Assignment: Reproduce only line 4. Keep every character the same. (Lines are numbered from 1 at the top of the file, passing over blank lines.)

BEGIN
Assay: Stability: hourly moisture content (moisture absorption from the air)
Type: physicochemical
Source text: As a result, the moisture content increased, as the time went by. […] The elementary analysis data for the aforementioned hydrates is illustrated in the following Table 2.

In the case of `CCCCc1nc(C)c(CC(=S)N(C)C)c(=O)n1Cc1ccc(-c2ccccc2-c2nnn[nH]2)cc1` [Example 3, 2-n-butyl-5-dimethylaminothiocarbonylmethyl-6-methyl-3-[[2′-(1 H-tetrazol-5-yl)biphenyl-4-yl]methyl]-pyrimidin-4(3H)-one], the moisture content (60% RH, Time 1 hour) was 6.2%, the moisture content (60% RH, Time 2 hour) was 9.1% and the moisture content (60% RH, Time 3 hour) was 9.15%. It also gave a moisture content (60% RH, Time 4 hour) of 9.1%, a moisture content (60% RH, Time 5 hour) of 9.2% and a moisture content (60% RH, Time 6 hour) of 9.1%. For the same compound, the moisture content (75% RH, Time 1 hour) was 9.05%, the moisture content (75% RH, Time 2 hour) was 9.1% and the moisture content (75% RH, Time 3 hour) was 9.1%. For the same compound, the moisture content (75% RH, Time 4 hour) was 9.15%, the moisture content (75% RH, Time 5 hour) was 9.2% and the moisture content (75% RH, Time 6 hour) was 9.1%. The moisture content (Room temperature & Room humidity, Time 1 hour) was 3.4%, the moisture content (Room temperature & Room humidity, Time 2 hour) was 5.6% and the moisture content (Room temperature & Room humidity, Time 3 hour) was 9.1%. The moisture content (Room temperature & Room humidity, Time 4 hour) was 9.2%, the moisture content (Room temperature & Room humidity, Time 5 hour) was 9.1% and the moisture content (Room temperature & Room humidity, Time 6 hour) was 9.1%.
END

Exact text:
In the case of `CCCCc1nc(C)c(CC(=S)N(C)C)c(=O)n1Cc1ccc(-c2ccccc2-c2nnn[nH]2)cc1` [Example 3, 2-n-butyl-5-dimethylaminothiocarbonylmethyl-6-methyl-3-[[2′-(1 H-tetrazol-5-yl)biphenyl-4-yl]methyl]-pyrimidin-4(3H)-one], the moisture content (60% RH, Time 1 hour) was 6.2%, the moisture content (60% RH, Time 2 hour) was 9.1% and the moisture content (60% RH, Time 3 hour) was 9.15%. It also gave a moisture content (60% RH, Time 4 hour) of 9.1%, a moisture content (60% RH, Time 5 hour) of 9.2% and a moisture content (60% RH, Time 6 hour) of 9.1%. For the same compound, the moisture content (75% RH, Time 1 hour) was 9.05%, the moisture content (75% RH, Time 2 hour) was 9.1% and the moisture content (75% RH, Time 3 hour) was 9.1%. For the same compound, the moisture content (75% RH, Time 4 hour) was 9.15%, the moisture content (75% RH, Time 5 hour) was 9.2% and the moisture content (75% RH, Time 6 hour) was 9.1%. The moisture content (Room temperature & Room humidity, Time 1 hour) was 3.4%, the moisture content (Room temperature & Room humidity, Time 2 hour) was 5.6% and the moisture content (Room temperature & Room humidity, Time 3 hour) was 9.1%. The moisture content (Room temperature & Room humidity, Time 4 hour) was 9.2%, the moisture content (Room temperature & Room humidity, Time 5 hour) was 9.1% and the moisture content (Room temperature & Room humidity, Time 6 hour) was 9.1%.